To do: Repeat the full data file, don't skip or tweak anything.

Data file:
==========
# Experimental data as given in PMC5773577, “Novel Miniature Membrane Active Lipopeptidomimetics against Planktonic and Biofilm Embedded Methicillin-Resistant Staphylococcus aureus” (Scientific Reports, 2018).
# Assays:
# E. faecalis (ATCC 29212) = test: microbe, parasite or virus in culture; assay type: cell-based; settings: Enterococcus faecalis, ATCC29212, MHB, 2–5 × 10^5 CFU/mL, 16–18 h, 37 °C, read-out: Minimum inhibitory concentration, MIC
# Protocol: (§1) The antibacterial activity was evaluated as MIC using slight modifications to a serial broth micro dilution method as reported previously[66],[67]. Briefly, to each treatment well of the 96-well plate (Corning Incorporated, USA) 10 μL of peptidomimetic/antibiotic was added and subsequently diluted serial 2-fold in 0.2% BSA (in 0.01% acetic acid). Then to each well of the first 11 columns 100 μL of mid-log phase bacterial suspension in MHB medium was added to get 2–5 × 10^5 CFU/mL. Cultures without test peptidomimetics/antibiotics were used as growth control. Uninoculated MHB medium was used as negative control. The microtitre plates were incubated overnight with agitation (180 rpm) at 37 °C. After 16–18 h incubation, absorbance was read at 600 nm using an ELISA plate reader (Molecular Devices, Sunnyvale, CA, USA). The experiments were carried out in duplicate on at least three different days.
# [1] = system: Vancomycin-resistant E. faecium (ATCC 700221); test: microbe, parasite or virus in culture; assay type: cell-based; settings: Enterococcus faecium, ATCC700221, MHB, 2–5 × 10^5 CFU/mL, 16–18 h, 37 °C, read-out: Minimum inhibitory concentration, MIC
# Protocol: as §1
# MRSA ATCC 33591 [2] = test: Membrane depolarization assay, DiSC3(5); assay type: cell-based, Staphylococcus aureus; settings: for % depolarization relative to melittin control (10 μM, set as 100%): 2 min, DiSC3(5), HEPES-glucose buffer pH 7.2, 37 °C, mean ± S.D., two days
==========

# Experimental data as given in PMC5773577, “Novel Miniature Membrane Active Lipopeptidomimetics against Planktonic and Biofilm Embedded Methicillin-Resistant Staphylococcus aureus” (Scientific Reports, 2018).
# Assays:
# E. faecalis (ATCC 29212) = test: microbe, parasite or virus in culture; assay type: cell-based; settings: Enterococcus faecalis, ATCC29212, MHB, 2–5 × 10^5 CFU/mL, 16–18 h, 37 °C, read-out: Minimum inhibitory concentration, MIC
# Protocol: (§1) The antibacterial activity was evaluated as MIC using slight modifications to a serial broth micro dilution method as reported previously[66],[67]. Briefly, to each treatment well of the 96-well plate (Corning Incorporated, USA) 10 μL of peptidomimetic/antibiotic was added and subsequently diluted serial 2-fold in 0.2% BSA (in 0.01% acetic acid). Then to each well of the first 11 columns 100 μL of mid-log phase bacterial suspension in MHB medium was added to get 2–5 × 10^5 CFU/mL. Cultures without test peptidomimetics/antibiotics were used as growth control. Uninoculated MHB medium was used as negative control. The microtitre plates were incubated overnight with agitation (180 rpm) at 37 °C. After 16–18 h incubation, absorbance was read at 600 nm using an ELISA plate reader (Molecular Devices, Sunnyvale, CA, USA). The experiments were carried out in duplicate on at least three different days.
# [1] = system: Vancomycin-resistant E. faecium (ATCC 700221); test: microbe, parasite or virus in culture; assay type: cell-based; settings: Enterococcus faecium, ATCC700221, MHB, 2–5 × 10^5 CFU/mL, 16–18 h, 37 °C, read-out: Minimum inhibitory concentration, MIC
# Protocol: as §1
# MRSA ATCC 33591 [2] = test: Membrane depolarization assay, DiSC3(5); assay type: cell-based, Staphylococcus aureus; settings: for % depolarization relative to melittin control (10 μM, set as 100%): 2 min, DiSC3(5), HEPES-glucose buffer pH 7.2, 37 °C, mean ± S.D., two days